Main  Contacts  
Table of contents
Introduction
The Feminine Mind-1
The War Between the Sexes-2.1
The War Between the Sexes-2.2
The War Between the Sexes-2.3
Marriage-3.1
Marriage-3.2
Marriage-3.3
Marriage-3.4
Woman Suffrage-4.1
Woman Suffrage-4.2
Woman Suffrage-4.3
Woman Suffrage-4.4
The New Age-5.1
The New Age-5.2
The Kama Sutra of Vatsyayana. INTRODUCTION
THE VATSYAYANA SUTRA-1-2
THE VATSYAYANA SUTRA-3-4-5
OF SEXUAL UNION-1-2
OF SEXUAL UNION-3-4-5
OF SEXUAL UNION-6-7-8
OF SEXUAL UNION-10-11
ABOUT THE ACQUISITION OF A WIFE-1-2
ABOUT THE ACQUISITION OF A WIFE-3-4-5
ABOUT A WIFE-1-2
ABOUT THE WIVES OF OTHER MEN-1-2
ABOUT THE WIVES OF OTHER MEN-3-4
ABOUT THE WIVES OF OTHER MEN-5-6
ABOUT COURTESANS-1-2
ABOUT COURTESANS-3-4
ABOUT COURTESANS-5-6
ABOUT THE MEANS OF ATTRACTING OTHERS TO YOURSELF-1-2
CONCLUDING REMARKS

also the land of canned soup, of canned pork and beans, of whole meals 

in cans, and of everything else ready-made. And nowhere else is there 

more striking tendency to throw the whole business of training the 

minds of children upon professional teachers, and the whole business of 

instructing them in morals and religion upon so-called Sunday-schools, 

and the whole business of developing and caring for their bodies upon 

playground experts, sex hygienists and other such professionals, most of 

them mountebanks. 

 

In brief, women rebel--often unconsciously, sometimes even submitting 

all the while--against the dull, mechanical tricks of the trade that the 

present organization of society compels them to practise for a living, 

and that rebellion testifies to their intelligence. If they enjoyed and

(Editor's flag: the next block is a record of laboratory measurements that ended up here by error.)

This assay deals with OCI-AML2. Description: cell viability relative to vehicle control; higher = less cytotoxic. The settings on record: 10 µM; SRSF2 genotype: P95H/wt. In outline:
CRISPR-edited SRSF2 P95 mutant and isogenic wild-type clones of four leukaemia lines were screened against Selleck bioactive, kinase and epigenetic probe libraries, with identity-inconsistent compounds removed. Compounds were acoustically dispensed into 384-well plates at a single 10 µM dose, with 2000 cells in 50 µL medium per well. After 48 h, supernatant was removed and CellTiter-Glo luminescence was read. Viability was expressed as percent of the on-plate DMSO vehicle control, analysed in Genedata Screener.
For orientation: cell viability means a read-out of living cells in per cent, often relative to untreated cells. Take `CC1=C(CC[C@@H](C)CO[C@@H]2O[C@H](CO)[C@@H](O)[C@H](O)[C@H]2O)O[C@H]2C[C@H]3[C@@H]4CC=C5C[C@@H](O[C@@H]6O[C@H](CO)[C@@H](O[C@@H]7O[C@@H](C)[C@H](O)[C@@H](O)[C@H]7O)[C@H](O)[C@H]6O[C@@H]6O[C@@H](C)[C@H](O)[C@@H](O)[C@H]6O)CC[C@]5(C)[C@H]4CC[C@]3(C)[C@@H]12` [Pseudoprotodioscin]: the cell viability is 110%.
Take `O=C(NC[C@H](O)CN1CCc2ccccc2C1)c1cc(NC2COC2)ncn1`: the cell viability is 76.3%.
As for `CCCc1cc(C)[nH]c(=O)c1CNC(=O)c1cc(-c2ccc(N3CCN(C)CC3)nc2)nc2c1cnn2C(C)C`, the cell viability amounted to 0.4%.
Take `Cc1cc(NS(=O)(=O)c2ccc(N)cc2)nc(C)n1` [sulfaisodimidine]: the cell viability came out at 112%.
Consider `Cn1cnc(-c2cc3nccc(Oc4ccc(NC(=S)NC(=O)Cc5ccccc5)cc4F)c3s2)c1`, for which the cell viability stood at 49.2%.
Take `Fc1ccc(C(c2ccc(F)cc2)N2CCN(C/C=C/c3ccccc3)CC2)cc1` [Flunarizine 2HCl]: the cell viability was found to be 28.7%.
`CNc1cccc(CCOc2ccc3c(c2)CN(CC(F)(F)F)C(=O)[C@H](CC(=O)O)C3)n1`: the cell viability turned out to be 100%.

took pride in those tricks, and showed it by diligence and skill, they 

would be on all fours with such men as are headwaiters, ladies' tailors, 

schoolmasters or carpet-beaters, and proud of it. The inherent tendency 

of any woman above the most stupid is to evade the whole obligation, 

and, if she cannot actually evade it, to reduce its demands to the 

minimum. And when some accident purges her, either temporarily or 

permanently, of the inclination to marriage (of which much more anon), 

and she enters into competition with men in the general business of the 

world, the sort of career that she commonly carves out offers additional 

evidence of her mental peculiarity. In whatever calls for no more than 

an invariable technic and a feeble chicanery she usually fails; in 

whatever calls for independent thought and resourcefulness she usually 

succeeds. Thus she is almost always a failure as a lawyer, for the law 

requires only an armament of hollow phrases and stereotyped formulae, 

and a mental habit which puts these phantasms above sense, truth and 

justice; and she is almost always a failure in business, for business, 

in the main, is so foul a compound of trivialities and rogueries that 

her sense of intellectual integrity revolts against it. But she 

is usually a success as a sick-nurse, for that profession requires 

ingenuity, quick comprehension, courage in the face of novel and 

disconcerting situations, and above all, a capacity for penetrating and 

dominating character; and whenever she comes into competition with 

men in the arts, particularly on those secondary planes where simple 

nimbleness of mind is unaided by the masterstrokes of genius, she holds 


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